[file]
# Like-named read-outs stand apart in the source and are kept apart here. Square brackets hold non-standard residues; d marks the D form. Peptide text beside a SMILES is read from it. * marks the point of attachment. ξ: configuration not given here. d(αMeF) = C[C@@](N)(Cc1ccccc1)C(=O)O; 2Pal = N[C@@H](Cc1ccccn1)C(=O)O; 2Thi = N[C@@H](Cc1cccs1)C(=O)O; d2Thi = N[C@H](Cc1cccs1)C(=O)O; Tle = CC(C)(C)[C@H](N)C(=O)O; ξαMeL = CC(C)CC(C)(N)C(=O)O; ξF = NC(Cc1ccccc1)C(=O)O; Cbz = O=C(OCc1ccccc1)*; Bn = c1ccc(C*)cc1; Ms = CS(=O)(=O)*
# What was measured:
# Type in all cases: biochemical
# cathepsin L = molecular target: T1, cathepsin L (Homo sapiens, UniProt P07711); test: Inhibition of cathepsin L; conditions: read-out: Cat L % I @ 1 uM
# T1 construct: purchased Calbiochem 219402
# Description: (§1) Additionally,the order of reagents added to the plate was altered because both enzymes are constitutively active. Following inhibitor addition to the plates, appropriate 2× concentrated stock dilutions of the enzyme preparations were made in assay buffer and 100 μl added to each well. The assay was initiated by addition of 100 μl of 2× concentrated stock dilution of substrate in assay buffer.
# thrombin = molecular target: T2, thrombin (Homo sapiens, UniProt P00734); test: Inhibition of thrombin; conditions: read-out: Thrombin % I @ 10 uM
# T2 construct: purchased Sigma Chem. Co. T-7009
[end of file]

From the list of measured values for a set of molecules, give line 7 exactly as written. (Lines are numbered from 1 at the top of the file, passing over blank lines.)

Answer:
# thrombin = molecular target: T2, thrombin (Homo sapiens, UniProt P00734); test: Inhibition of thrombin; conditions: read-out: Thrombin % I @ 10 uM